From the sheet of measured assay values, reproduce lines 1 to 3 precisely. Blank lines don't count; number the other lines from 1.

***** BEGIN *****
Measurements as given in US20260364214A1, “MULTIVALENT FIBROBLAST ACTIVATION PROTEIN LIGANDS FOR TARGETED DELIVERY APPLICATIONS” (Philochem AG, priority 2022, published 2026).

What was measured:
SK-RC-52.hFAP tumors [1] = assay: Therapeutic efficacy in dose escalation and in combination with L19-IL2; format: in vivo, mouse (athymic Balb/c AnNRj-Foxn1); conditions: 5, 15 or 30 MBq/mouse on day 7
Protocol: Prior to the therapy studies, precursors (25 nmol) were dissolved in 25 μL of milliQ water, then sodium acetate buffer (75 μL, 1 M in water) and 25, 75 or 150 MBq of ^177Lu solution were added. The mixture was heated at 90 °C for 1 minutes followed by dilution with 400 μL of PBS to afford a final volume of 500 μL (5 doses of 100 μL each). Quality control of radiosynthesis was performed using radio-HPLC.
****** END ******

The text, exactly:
Measurements as given in US20260364214A1, “MULTIVALENT FIBROBLAST ACTIVATION PROTEIN LIGANDS FOR TARGETED DELIVERY APPLICATIONS” (Philochem AG, priority 2022, published 2026).

What was measured:
SK-RC-52.hFAP tumors [1] = assay: Therapeutic efficacy in dose escalation and in combination with L19-IL2; format: in vivo, mouse (athymic Balb/c AnNRj-Foxn1); conditions: 5, 15 or 30 MBq/mouse on day 7